Don’t put yourself
family at risk!
22nd Thursday 10:00 A.M this morning, a female adult drove an
unconscious male subject to San Bernardino County Fire Station #8, located at
33269 State Route 247, in Lucerne Valley. San Bernardino County Firefighters
immediately started evaluating the 23 year-old male. The subject had no pulse
and was unresponsive. Firefighters immediately started CPR and rendered advance
cardiac life support and transported the subject to St. Mary’s Medical Center in Apple
Valley, where he was later pronounced dead.
Bernardino County Fire Dispatch Center received a 9-1-1 call stating there was another
subject at the Laramie address unresponsive. Firefighters responded to the
residence where they found a 28-year-old male unresponsive laying on the garage
floor near a generator. The subject was pronounced dead at the scene.
monoxide detector, firefighters received a positive alert of an
extremely high amount of carbon monoxide (CO) inside the garage and home. Upon
firefighter arrival, the garage door had been opened and they still received a
high CO reading, alluding to the fact the CO amounts in the garage and home
were much higher prior to their arrival.
County Fire Investigators and Sheriff Deputies are conducting a joint death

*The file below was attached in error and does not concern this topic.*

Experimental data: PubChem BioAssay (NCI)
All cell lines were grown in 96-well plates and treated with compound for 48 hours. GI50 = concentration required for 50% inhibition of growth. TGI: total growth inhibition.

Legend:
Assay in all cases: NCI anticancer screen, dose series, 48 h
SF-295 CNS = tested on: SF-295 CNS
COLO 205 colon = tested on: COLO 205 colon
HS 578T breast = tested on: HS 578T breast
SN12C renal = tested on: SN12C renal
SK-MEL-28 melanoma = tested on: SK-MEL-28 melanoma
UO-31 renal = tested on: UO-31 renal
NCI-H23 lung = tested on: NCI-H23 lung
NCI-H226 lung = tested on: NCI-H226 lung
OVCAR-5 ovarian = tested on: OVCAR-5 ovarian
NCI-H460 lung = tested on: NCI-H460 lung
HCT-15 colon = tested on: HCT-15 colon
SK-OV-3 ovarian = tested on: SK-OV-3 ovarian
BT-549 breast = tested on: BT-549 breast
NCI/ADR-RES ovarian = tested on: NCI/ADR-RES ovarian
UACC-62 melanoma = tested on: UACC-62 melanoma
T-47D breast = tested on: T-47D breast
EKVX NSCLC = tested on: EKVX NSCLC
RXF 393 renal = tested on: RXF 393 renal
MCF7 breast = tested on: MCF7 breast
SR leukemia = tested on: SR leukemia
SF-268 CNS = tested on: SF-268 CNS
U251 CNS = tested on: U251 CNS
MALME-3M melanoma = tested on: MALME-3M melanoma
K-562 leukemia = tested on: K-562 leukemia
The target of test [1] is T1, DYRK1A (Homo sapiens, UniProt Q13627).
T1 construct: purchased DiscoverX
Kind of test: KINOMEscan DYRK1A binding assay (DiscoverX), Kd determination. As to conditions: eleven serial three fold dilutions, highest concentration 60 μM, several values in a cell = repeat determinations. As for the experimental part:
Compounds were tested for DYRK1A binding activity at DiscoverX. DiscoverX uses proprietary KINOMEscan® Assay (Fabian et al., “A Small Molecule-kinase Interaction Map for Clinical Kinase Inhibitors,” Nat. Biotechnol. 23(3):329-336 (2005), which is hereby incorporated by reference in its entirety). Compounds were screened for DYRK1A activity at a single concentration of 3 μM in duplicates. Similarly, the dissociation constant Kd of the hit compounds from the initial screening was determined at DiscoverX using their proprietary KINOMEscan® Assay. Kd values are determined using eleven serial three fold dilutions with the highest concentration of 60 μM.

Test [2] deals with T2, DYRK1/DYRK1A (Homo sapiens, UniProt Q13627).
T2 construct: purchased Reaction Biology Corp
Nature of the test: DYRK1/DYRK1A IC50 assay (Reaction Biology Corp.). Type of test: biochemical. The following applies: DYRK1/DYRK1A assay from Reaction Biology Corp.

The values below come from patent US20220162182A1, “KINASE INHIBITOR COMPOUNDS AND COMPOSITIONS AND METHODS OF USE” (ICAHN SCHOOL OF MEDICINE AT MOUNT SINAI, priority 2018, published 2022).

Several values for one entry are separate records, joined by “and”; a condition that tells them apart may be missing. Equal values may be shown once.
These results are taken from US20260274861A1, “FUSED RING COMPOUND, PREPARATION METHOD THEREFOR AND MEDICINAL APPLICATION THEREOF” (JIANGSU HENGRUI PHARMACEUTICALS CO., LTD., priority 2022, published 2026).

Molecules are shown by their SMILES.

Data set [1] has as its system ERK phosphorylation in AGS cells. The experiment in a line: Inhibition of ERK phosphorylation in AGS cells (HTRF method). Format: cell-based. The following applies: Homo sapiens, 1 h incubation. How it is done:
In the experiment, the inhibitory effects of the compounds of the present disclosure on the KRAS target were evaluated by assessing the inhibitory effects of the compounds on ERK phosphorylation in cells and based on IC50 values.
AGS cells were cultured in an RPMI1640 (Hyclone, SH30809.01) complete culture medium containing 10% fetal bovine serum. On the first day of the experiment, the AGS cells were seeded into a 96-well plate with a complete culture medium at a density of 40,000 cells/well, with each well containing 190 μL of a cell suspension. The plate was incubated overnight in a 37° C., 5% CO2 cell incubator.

investigation. Investigators determined the carbon monoxide came from a running
generator found in the garage that was being used to generate power to the
meter. There was no ventilation in the garage.
County Coroner was requested and responded to the scene. Although it
is believed both deaths were caused due to carbon monoxide poison, the
Coroner’s Office will determine the exact cause of death.
Carbon monoxide (CO) is an odorless,
colorless gas created when fuels (such as gasoline, wood, coal, natural gas, propane,
oil, and methane) are burned. If appliances that burn fuel are maintained and
used properly, the amount of C O produced is usually not hazardous.
Bernardino County Fire encourages residents to purchase and install carbon monoxide
detectors following the manufacturer’s instructions. Carbon monoxide detectors do not replace the
need for smoke alarms! Generators
produce high levels of CO in their exhaust. Carbon monoxide around a generator
and its exhaust tube can build up within minutes, even outdoors.
run your generator in a well-ventilated area, and only if you can vent its exhaust
safely. Carbon monoxide can linger for hours, even after the generator is shut
off. If you own a portable generator, you should buy a carbon monoxide detector
Not tomorrow. Not next week. Don’t put
yourself or your family at risk! Just
like your car, generators emit carbon monoxide gas -- the same stuff that kills
people who leave their car running in the garage. Even with the garage door
open, there still isn’t enough ventilation to keep the fumes outside.